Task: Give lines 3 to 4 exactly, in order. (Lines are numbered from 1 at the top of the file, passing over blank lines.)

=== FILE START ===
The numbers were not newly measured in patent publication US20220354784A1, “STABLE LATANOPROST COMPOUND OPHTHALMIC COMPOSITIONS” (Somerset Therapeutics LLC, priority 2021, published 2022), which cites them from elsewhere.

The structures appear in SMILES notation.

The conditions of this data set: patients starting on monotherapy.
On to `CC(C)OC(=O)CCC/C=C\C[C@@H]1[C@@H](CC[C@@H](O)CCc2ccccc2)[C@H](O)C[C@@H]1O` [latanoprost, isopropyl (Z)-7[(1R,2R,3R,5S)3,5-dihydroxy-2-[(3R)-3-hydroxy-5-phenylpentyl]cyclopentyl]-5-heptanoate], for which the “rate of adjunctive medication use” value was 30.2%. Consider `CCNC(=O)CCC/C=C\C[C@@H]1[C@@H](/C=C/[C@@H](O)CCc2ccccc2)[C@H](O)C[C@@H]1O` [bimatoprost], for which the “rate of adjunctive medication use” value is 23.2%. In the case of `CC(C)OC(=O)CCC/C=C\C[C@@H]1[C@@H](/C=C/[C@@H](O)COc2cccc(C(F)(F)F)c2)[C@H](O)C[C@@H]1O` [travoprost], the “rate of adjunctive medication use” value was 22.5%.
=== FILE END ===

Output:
The conditions of this data set: patients starting on monotherapy.
On to `CC(C)OC(=O)CCC/C=C\C[C@@H]1[C@@H](CC[C@@H](O)CCc2ccccc2)[C@H](O)C[C@@H]1O` [latanoprost, isopropyl (Z)-7[(1R,2R,3R,5S)3,5-dihydroxy-2-[(3R)-3-hydroxy-5-phenylpentyl]cyclopentyl]-5-heptanoate], for which the “rate of adjunctive medication use” value was 30.2%. Consider `CCNC(=O)CCC/C=C\C[C@@H]1[C@@H](/C=C/[C@@H](O)CCc2ccccc2)[C@H](O)C[C@@H]1O` [bimatoprost], for which the “rate of adjunctive medication use” value is 23.2%. In the case of `CC(C)OC(=O)CCC/C=C\C[C@@H]1[C@@H](/C=C/[C@@H](O)COc2cccc(C(F)(F)F)c2)[C@H](O)C[C@@H]1O` [travoprost], the “rate of adjunctive medication use” value was 22.5%.